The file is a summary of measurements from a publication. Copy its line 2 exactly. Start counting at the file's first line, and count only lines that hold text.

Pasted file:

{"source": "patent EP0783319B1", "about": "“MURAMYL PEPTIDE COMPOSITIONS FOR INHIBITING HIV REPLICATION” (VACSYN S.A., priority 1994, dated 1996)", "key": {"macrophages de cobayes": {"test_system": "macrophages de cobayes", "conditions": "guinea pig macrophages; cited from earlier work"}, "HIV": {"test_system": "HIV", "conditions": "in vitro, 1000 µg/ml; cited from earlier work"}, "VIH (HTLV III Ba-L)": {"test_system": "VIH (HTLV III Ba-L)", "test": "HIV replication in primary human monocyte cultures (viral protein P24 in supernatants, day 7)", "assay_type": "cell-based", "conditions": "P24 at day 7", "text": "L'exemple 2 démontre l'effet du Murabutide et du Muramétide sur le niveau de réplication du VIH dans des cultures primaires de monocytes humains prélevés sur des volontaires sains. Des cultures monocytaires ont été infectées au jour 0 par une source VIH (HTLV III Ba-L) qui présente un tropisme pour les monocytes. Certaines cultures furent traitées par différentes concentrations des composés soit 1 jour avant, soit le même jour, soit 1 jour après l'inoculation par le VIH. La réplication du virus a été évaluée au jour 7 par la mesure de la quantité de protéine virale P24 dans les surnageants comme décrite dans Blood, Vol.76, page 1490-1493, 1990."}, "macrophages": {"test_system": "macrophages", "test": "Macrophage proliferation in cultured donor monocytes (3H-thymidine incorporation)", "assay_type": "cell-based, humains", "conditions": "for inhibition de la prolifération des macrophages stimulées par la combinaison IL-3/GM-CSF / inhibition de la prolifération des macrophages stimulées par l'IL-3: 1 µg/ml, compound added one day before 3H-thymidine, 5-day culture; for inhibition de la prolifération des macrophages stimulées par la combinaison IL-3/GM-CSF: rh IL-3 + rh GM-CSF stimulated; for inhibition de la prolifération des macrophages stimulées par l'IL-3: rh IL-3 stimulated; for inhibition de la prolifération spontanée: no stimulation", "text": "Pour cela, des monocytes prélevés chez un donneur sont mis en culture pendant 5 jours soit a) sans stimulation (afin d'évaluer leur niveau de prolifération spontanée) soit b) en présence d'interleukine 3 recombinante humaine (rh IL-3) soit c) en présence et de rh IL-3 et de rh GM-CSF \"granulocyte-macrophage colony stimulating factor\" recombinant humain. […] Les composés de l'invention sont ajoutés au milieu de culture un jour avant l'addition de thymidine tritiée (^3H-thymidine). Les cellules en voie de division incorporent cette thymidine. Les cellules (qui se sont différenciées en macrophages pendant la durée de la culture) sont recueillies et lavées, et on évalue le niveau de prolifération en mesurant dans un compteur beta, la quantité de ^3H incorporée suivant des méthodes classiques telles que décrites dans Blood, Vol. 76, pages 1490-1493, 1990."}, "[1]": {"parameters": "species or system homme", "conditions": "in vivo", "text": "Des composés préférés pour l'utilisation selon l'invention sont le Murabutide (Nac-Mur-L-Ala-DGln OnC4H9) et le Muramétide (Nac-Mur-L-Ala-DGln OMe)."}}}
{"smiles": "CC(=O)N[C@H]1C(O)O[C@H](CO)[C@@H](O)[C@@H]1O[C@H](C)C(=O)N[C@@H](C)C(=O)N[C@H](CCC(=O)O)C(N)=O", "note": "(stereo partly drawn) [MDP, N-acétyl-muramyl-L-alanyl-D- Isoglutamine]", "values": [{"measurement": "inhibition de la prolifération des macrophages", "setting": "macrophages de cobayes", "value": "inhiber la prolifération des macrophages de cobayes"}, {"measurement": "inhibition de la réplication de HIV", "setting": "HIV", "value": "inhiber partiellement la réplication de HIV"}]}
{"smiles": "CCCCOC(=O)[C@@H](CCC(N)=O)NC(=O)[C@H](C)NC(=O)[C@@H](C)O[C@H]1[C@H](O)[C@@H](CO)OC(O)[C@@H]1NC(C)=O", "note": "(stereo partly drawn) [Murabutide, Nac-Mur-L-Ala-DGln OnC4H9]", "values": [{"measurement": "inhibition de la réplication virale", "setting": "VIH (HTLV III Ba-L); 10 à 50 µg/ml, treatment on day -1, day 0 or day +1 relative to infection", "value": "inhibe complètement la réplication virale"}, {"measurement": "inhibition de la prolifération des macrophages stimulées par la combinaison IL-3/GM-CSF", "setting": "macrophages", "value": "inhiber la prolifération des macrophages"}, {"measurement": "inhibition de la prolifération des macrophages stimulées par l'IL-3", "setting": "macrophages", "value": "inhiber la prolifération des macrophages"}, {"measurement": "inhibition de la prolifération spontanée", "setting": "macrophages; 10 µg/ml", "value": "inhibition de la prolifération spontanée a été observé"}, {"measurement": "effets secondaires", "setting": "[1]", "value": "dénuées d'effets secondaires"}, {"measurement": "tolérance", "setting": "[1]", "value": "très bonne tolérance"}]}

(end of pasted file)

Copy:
{"smiles": "CC(=O)N[C@H]1C(O)O[C@H](CO)[C@@H](O)[C@@H]1O[C@H](C)C(=O)N[C@@H](C)C(=O)N[C@H](CCC(=O)O)C(N)=O", "note": "(stereo partly drawn) [MDP, N-acétyl-muramyl-L-alanyl-D- Isoglutamine]", "values": [{"measurement": "inhibition de la prolifération des macrophages", "setting": "macrophages de cobayes", "value": "inhiber la prolifération des macrophages de cobayes"}, {"measurement": "inhibition de la réplication de HIV", "setting": "HIV", "value": "inhiber partiellement la réplication de HIV"}]}